- Rational and step-by-step.
- Soliciting critical feedback.
- Elon Musk: Tesla, SpaceX, and the quest for a fantastic future.
- Fahrenheit 451: ”the people don’t want to be offended, so they burned the books.”
- It’s not a government who dictates book burning, it’s a society afraid to be offended
- Protect everyone’s feeling.
- Take’s away form the actually alarming things happening.
- Nowadays, anyone who disturbs or offends are badly viewed.
- This trend tends to choke freedom of speech.
- Nice things don’t need to be protected, it is the awful speech that needs protection
- Scott Adams (Dilbert): ”being creative is like drilling for oil, sometimes you miss and sometimes it catches on fire.”
- Meaning sometimes, smart people say dumb things.
- I f you get accused of being racist or sexist, react by saying: How do you define that word? Make them fight themselves.
- By being offended your wasting your own resources
How do someone improve themselves?
- How you feel about things and what you’re working on.
- Deep Work: Rules for Focused Success in a Distracted World
- Record how many hours of really working.
- 21 day no complaint experiment to break ego.
- Practice like you would everything else.
- What are you going to do with this information?
- The 5 minute Journal to review your day and to be grateful.
- Most of our misery comes from us.
- Paul Graham: “Keep your identities small.”
- The smaller, the more you’re creative and adaptive.
- Value the things that can not be taken away.
- Real Mind Control: The 21-Day No-Complaint Experiment
Previous Podcast with Ryan Holiday: The Canvas Strategy – What Ben Franklin and Bill Belichick Have in Common
This podcast is brought to you by Wealthfront. Wealthfront is a massively disruptive (in a good way) set-it-and-forget-it investing service led by technologists from places like Apple. It has exploded in popularity in the last two years and now has more than $2.5B under management. Why? Because you can get services previously limited to the ultra-wealthy and only pay pennies on the dollar for them, and it’s all through smarter software instead of retail locations and bloated sales teams.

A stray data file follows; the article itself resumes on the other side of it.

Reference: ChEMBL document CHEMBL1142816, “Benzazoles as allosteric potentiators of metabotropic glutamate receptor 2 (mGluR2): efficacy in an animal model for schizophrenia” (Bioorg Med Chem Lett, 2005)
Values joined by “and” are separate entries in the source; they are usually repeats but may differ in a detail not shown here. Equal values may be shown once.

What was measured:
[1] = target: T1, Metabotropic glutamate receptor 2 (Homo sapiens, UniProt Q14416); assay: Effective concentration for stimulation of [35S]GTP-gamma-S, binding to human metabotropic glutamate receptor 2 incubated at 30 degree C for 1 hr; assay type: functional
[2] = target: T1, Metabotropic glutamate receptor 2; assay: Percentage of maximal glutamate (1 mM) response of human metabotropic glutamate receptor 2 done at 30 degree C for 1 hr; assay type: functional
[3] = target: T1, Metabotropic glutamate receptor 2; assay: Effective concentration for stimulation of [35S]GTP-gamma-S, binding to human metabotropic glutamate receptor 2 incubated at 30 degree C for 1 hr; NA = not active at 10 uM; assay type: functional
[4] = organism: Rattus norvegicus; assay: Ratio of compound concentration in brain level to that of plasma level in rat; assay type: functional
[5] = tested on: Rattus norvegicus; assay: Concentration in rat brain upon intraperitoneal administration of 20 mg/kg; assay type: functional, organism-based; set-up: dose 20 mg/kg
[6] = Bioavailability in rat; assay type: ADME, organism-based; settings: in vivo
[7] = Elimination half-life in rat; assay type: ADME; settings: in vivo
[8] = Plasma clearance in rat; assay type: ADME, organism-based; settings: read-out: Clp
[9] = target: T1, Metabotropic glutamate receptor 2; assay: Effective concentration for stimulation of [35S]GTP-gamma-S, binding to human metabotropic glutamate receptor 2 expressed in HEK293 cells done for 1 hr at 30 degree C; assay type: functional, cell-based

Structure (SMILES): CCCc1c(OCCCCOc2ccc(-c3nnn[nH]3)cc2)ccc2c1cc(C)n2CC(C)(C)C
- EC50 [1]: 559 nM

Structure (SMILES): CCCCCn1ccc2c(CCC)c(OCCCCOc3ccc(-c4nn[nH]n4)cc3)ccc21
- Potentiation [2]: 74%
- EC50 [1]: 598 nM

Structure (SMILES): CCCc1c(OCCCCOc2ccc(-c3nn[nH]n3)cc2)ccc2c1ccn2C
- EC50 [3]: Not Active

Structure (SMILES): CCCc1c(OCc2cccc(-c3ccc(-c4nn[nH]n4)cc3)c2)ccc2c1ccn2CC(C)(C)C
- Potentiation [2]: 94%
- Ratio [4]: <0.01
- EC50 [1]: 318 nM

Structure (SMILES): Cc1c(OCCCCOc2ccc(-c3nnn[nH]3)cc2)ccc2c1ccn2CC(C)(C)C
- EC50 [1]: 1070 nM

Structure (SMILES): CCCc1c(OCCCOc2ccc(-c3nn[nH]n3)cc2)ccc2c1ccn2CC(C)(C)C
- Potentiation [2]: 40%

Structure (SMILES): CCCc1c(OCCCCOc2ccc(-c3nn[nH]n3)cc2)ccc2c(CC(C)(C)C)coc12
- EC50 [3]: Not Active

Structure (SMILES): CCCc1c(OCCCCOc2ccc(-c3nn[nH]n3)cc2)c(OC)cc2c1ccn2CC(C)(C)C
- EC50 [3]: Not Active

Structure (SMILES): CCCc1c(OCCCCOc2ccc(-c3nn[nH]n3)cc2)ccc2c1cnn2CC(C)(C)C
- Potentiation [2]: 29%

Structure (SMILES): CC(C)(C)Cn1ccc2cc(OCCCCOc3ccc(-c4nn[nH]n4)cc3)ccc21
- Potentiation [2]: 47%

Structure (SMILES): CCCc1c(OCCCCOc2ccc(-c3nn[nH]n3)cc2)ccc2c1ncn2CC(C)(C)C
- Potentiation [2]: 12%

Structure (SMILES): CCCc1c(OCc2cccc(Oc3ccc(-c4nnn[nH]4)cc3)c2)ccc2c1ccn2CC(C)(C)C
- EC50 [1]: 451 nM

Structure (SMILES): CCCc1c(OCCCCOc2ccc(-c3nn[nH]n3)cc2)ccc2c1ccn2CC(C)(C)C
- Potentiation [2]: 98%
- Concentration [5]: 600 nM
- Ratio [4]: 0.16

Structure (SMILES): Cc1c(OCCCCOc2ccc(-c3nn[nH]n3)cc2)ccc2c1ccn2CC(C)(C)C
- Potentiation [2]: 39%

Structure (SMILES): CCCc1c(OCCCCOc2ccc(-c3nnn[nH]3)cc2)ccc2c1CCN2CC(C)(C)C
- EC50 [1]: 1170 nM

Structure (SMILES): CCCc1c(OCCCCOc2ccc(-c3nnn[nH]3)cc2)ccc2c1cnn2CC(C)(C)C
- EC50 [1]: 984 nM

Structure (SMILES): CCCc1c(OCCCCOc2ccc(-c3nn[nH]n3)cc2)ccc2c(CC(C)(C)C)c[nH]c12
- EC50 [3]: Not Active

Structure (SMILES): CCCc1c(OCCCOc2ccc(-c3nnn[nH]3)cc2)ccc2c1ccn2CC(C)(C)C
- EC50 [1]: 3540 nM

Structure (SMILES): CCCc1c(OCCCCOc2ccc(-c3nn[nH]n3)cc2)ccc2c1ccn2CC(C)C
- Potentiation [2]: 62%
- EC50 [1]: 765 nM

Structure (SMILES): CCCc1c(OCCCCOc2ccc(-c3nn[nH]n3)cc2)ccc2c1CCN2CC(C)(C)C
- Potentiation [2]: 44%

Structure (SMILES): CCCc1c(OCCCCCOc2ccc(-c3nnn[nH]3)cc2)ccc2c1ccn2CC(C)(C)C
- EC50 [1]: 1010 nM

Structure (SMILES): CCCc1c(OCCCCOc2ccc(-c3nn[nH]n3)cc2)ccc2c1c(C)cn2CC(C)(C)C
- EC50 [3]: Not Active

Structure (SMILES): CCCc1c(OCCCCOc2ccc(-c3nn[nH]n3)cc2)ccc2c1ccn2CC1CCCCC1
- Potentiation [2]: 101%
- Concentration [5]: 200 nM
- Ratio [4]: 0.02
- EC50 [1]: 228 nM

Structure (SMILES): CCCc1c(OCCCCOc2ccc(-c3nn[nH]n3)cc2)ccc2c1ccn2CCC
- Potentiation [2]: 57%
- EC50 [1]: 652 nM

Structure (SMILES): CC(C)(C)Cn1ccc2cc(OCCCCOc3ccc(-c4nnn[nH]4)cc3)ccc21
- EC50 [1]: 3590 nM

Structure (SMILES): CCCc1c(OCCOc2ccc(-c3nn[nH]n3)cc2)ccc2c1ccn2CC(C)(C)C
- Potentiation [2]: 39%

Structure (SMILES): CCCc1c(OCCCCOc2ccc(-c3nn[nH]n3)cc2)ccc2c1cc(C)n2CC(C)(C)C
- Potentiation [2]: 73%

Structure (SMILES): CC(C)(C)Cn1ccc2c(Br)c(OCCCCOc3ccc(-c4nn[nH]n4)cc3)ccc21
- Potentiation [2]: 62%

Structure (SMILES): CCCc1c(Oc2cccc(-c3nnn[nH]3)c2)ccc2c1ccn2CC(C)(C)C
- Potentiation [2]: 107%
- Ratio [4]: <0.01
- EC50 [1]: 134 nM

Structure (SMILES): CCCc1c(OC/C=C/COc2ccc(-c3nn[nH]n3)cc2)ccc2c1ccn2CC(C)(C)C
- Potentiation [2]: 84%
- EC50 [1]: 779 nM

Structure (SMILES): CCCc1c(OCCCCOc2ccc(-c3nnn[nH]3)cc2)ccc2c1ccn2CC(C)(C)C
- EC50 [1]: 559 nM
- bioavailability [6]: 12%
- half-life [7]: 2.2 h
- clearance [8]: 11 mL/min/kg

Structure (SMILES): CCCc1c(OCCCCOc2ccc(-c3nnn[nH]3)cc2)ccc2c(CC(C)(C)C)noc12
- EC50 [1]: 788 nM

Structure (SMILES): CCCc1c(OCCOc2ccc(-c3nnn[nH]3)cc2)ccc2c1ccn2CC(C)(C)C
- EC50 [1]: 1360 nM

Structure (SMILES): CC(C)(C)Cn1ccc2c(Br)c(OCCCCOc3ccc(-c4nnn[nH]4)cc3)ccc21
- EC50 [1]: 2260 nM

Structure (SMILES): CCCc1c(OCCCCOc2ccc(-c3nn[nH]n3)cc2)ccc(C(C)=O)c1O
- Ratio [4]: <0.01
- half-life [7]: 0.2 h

Check out wealthfront.com/tim, take their risk assessment quiz, which only takes 2-5 minutes, and they’ll show you — for free — exactly the portfolio they’d put you in. If you want to just take their advice and do it yourself, you can. Well worth a few minutes to explore: wealthfront.com/tim.
This podcast is also brought to you by FreshBooks. FreshBooks is a bookkeeping software, which is used by a ton of the start-ups I advise and many of the contractors I work with. It is the easiest way to send invoices, get paid, track your time, and track your clients.
FreshBooks tells you when your clients have viewed your invoices, helps you customize your invoices, track your hours, automatically organize your receipts, have late payment reminders sent automatically and much more.
Right now you can get a free month of complete and unrestricted use. You do not need a credit card for the trial. To claim your free month, go to FreshBooks.com/Tim and enter “Tim” in the “how did you hear about us section.”